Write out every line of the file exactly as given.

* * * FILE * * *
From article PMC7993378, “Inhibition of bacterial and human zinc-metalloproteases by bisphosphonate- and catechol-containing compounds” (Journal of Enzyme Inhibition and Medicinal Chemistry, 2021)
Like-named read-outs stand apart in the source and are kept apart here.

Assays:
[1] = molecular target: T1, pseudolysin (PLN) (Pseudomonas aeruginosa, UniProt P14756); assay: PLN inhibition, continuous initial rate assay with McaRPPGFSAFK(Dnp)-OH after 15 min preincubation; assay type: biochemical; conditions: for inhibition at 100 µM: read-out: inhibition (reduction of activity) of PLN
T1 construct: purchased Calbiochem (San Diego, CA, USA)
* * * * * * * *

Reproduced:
From article PMC7993378, “Inhibition of bacterial and human zinc-metalloproteases by bisphosphonate- and catechol-containing compounds” (Journal of Enzyme Inhibition and Medicinal Chemistry, 2021)
Like-named read-outs stand apart in the source and are kept apart here.

Assays:
[1] = molecular target: T1, pseudolysin (PLN) (Pseudomonas aeruginosa, UniProt P14756); assay: PLN inhibition, continuous initial rate assay with McaRPPGFSAFK(Dnp)-OH after 15 min preincubation; assay type: biochemical; conditions: for inhibition at 100 µM: read-out: inhibition (reduction of activity) of PLN
T1 construct: purchased Calbiochem (San Diego, CA, USA)